Getting BECCS right
Biomass has a complicated history, but new research shows it can be a powerful climate solution
by Meron Tesfaye, PhD, senior policy fellow
I began working on a biomass-based climate solution during an interesting time for the field. In 2013, I was a graduate student planning to join a growing body of biofuel and bioenergy researchers to quantify biomass resources. But it was during this time that much of the academic chatter around biofuels began to change. This was at the tail end of the biofuel boom and bust — a rise in oil prices and national energy security concerns a decade earlier had compelled the US to make massive investments in biofuel and stand up policies and targets like the Renewable Fuel Standard and Renewable Portfolio Standard.
Unfortunately, the results of these investments and policies fell short of nationwide aspirations. The rapid increase in corn-ethanol production provided only limited emissions reduction benefits and required use of agricultural land to produce more corn, which contributed to increased food prices. Beyond that, bioenergy facilities supported by renewable energy targets contributed to the worsening local air quality for frontline communities.
Because of this mid-2010s reckoning of global biomass use for fuel and electricity production, many are skeptical of bioenergy with carbon capture and sequestration (BECCS) as a carbon removal solution. BECCS is a process that captures and permanently stores atmospheric CO2 while simultaneously producing energy, fuel, or carbontech products from biomass. The climate change problem is too big to leave a solution like BECCS unexplored to its fullest potential, regardless of early skepticism. And recently, there has been encouraging research and policies that support the idea that BECCS may be underutilized and holds massive potential. However, realizing this potential will require the carbon removal community and industry to be proactive in evaluating BECCS on a localized basis, accounting for all emissions across the supply chain, and centering vulnerable communities and ecosystems.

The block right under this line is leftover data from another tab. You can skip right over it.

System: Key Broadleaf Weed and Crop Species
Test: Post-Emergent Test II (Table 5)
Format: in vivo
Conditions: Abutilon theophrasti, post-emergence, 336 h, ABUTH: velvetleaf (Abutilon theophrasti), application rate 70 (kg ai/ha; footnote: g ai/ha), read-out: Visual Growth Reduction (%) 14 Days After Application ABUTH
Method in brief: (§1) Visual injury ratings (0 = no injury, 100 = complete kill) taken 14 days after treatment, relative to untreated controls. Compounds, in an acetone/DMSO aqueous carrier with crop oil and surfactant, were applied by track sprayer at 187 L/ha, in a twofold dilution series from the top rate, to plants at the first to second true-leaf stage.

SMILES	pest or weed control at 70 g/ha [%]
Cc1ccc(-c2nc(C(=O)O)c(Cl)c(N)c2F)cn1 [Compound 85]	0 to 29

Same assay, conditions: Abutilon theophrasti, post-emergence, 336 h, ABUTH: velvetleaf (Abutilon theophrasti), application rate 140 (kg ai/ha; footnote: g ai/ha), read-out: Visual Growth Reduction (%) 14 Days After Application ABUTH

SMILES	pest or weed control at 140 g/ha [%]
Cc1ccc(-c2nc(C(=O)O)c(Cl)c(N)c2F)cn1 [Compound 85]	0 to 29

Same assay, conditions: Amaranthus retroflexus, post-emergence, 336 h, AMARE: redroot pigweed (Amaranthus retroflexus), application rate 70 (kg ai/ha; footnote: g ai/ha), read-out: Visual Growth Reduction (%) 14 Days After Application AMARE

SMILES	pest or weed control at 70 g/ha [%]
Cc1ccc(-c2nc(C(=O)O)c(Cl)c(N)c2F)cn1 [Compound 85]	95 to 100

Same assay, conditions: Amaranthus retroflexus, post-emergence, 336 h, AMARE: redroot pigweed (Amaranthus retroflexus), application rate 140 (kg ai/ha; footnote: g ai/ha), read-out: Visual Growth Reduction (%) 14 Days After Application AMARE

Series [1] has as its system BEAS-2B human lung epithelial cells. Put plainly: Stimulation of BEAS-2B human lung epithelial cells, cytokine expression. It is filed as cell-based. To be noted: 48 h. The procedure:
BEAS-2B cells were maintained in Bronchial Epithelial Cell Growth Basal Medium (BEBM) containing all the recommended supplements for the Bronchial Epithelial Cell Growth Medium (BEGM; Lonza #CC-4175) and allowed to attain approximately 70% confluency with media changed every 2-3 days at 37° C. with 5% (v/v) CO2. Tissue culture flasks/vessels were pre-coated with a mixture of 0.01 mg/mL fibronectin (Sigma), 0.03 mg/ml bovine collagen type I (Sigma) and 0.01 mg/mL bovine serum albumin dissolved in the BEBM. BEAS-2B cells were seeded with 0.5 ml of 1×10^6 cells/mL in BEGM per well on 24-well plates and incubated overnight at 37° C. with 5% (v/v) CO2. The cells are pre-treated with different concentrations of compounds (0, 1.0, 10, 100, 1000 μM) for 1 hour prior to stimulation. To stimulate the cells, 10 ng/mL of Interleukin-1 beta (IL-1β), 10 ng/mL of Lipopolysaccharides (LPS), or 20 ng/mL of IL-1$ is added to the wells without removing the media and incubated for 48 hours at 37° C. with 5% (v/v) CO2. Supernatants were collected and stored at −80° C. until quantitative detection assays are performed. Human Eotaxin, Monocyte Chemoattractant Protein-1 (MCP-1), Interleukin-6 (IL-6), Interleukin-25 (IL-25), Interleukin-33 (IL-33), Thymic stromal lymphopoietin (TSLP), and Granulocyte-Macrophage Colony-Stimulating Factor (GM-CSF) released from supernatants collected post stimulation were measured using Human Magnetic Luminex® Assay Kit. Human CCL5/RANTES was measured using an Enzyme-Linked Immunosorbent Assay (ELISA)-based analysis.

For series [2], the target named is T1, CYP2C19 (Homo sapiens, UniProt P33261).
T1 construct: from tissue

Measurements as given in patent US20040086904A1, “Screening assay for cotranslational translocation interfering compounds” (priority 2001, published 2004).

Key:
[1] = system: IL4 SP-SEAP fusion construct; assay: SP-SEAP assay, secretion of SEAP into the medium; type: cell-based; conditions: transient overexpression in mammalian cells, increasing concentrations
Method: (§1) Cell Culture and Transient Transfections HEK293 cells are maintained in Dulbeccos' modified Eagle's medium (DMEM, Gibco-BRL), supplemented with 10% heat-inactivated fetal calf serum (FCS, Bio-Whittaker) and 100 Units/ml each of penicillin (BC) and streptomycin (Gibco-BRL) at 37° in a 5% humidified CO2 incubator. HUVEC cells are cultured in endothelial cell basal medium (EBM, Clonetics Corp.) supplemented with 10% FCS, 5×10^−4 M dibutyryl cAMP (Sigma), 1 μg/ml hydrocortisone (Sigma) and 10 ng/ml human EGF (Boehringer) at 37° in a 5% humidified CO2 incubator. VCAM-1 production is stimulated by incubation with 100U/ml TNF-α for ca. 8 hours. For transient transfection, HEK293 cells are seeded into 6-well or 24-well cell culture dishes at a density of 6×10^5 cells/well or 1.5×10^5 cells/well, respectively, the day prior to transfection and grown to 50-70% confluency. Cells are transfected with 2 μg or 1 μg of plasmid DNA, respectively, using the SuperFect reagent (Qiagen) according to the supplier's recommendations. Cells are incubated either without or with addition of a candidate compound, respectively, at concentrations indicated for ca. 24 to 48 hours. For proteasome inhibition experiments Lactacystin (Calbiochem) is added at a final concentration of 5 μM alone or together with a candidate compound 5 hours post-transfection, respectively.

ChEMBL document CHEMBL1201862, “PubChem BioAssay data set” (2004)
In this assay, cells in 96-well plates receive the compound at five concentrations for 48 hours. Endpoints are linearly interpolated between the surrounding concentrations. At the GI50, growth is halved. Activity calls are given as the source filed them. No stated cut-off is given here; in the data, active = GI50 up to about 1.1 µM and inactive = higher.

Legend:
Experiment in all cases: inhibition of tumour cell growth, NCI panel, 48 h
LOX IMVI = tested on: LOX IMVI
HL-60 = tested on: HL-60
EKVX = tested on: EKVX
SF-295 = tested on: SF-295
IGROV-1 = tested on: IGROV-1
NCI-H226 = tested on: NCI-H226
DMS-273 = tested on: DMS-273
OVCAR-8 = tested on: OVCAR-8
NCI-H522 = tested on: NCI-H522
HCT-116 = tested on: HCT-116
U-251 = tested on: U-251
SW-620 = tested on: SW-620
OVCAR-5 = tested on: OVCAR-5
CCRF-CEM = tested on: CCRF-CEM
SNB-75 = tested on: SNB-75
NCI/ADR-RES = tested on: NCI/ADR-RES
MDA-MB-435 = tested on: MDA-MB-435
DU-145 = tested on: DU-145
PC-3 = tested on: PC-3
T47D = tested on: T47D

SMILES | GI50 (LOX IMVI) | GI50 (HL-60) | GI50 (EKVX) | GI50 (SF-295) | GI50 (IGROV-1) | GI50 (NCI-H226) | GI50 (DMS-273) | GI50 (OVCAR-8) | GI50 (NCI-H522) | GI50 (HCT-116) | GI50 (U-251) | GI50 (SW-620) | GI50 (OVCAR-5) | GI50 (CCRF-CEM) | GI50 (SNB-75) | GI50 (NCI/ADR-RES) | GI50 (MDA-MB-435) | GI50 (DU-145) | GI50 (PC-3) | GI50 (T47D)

Global climate models today pose a problem for BECCS
BECCS has taken center stage in global integrated assessment models (IAMs), which have bet big on the viability of bioenergy to deliver negative emissions. We will need a vast portfolio of carbon removal solutions to meet our climate goals — no one solution, including BECCS, is a silver bullet. Yet, most IAMs exclude other carbon removal pathways except for AFOLU (agriculture, forestry, and other land use) and presume rapid and large-scale BECCS deployment, despite lacking real-world data. Importantly, modeling often doesn’t account for local and human rights implications, and relies on the Global South for biomass feedstock production despite the fact that research, deployment, funds, and political discourse is concentrated in the Global North. Such an approach minimizes the responsibility of Global North countries as the largest historical emitters of CO2 and diminishes Global South nations to mere pieces of the global climate goals equation.
With BECCS, global models must grapple with local realities and global climate benefits, explicitly quantifying trade offs including land use, economic concerns, and food and water accessibility — and currently, these models fall short. BECCS has fewer co-benefits and a larger water and land footprint compared to nature-based and tech-based carbon removal solutions, respectively. So it’s even more essential that we ground models in the realities and challenges of BECCS in order to get this solution right and reliably use it to remove gigatons of CO2 from the atmosphere.
Emerging research suggests viable path for BECCS